It was past eleven on a raw, gloomy, pretty desolate Thursday night on the Lower East Side of New York in the fall of 2014. Waiting impatiently for the F train, a daily New York music blog owner leaned against a pole on the Second Avenue subway platform after a show by My Brighest Diamond. Across the way, a petite, black-clad woman wearing raccoon-eye mascara played instrumentals on an accordion.
The concert had been underwhelming. Shara Nova’s crystalline voice had soared as high as anyone could have wanted, but the band was a lot more stripped-down, compared to the symphonic lineup she’d had at an outdoor festival the year before. And the swirl and lushness of that performance was conspicuously absent. To the publicist who hooked up that show, this is a mea culpa, eight years late.
But the best was yet to come that night. Stationed in her usual spot on the platform, Melissa Elledge slowly worked her way into an absolutely chilling, gorgeously rubato take of Satie’s Gymnopedie No. 1. And then followed it with an even more spacious, haunting version of Gymnopedie No. 2! For those who have no idea how beautiful Satie sounds on accordion, fast forward to 2:30 of this video of Elledge in her element, five years later. In a split second, that whole night was redeemed.
Elledge also plays the occasional above-ground show, and she’s doing an official outdoor performance on the water behind Battery Park tomorrow, June 21 starting at 4:30. As a bonus, you can catch a more theatrically-inclined, accordion-wielding artist, Mary Spencer Knapp, beforehand starting at around 2 if you have some time in the middle of the day.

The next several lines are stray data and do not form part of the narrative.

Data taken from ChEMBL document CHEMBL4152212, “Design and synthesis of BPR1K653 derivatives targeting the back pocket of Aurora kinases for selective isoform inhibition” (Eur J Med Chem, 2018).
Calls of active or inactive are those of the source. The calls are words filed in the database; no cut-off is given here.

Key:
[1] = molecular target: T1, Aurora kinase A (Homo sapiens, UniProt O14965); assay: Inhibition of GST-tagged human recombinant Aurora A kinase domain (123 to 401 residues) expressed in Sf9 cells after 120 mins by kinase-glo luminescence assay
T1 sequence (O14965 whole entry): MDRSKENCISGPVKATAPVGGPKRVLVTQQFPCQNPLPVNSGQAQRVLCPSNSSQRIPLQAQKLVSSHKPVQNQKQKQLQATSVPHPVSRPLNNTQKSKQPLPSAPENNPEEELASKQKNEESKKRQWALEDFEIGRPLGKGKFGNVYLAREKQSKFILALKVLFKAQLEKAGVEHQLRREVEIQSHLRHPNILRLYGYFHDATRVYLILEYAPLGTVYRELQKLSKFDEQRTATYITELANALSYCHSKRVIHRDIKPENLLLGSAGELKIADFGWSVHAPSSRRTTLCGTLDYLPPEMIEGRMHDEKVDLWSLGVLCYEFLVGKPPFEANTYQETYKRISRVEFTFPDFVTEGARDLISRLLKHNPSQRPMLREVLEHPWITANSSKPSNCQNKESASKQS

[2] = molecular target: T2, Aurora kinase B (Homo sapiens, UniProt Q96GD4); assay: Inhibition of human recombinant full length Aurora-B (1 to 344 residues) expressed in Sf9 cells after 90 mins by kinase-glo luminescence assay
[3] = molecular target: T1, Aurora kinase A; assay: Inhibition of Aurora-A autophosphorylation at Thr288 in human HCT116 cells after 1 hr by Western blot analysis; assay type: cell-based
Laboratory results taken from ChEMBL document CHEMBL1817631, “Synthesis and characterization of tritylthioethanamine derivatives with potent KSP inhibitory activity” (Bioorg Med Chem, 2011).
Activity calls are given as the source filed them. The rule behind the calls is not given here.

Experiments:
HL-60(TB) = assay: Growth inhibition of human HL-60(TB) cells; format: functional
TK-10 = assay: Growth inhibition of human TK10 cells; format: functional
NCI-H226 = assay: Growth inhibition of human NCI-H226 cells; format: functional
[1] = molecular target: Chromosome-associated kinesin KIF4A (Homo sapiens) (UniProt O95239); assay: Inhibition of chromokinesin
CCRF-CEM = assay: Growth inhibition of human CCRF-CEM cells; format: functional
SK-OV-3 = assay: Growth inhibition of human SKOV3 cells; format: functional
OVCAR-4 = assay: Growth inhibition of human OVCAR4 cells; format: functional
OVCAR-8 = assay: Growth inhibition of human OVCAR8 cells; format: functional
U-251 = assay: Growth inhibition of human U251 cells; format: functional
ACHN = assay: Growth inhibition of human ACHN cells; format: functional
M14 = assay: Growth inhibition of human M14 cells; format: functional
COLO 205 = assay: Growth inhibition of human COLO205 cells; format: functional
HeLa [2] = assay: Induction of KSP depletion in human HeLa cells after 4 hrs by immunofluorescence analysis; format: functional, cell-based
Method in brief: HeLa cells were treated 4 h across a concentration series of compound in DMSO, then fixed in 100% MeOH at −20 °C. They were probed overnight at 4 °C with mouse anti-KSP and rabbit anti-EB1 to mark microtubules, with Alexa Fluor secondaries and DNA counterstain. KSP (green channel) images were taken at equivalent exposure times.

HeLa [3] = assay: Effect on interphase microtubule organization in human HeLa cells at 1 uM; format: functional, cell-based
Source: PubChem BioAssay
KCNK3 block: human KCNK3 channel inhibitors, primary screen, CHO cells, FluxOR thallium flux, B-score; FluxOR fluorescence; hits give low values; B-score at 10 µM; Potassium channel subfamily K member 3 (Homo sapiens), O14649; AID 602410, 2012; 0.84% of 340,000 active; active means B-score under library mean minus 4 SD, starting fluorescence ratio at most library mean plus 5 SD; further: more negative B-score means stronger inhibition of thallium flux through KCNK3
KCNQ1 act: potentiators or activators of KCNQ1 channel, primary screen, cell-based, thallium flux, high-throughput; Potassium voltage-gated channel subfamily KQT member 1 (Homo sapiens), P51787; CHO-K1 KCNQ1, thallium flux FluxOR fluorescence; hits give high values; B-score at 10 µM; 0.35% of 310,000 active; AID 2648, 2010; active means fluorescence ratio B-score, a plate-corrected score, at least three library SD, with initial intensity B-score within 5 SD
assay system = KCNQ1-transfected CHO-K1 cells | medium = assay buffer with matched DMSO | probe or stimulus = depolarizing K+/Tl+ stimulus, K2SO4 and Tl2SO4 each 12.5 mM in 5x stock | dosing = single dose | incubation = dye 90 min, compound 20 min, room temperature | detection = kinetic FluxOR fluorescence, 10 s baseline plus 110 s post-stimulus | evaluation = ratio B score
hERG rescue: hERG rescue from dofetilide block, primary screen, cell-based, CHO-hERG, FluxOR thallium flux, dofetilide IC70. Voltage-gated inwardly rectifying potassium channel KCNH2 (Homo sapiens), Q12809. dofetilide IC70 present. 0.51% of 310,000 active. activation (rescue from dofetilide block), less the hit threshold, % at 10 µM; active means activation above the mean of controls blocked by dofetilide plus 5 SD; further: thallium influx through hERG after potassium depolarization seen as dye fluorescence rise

Elledge has recorded with groups including folk noir band Thee Shambels but not much as a solo artist. Her Bandcamp page has a single, For Beethoven, with Love and Distortion, a wry rearrangement of a famous theme which she jams out on the platform a lot and is too funny to spoil.
She also has a Soundcloud page. The first track is a steady, ominously pulsing, uber-gothic solo accordion version of Clint Mansell’s Luz Aeterna, from the Requiem For a Dream score. She echoes that ambience a little later on with Radiohead’s Exit Music For a Film.
The rest of the page is eclectic to the extreme, and a lot of fun. Most of this is live. Elledge takes Duke Elington’s Shout ‘Em, Aunt Tillie and basically makes noir cabaret out of it – at least until a train rumbles into the station. She fires off a strutting backing track to the Coolio hit Gangsta’s Paradise, along with a cleverly reharmonized standard that she calls You Must Take the A Train…It Doesn’t Stop Here, Though. That’s a reference to how, for years, the F was constantly rerouted at night, away from Elledge’s regular busking space. Little did we know how that was just a part of a slow lead-up to the divide-and-conquer of 2020.
Elledge comes out of a classical piano background, so the Soundcloud tracks also include a Romantically-tinged take of Philip Glass’ Wichita Vortex Sutra, complete with a voiceover of the Allen Ginsberg text. And if you have the time, there’s an irresistibly fun and unexpectedly tight accordion orchestra version of Terry Riley’s In C, with Elledge leading the ensemble.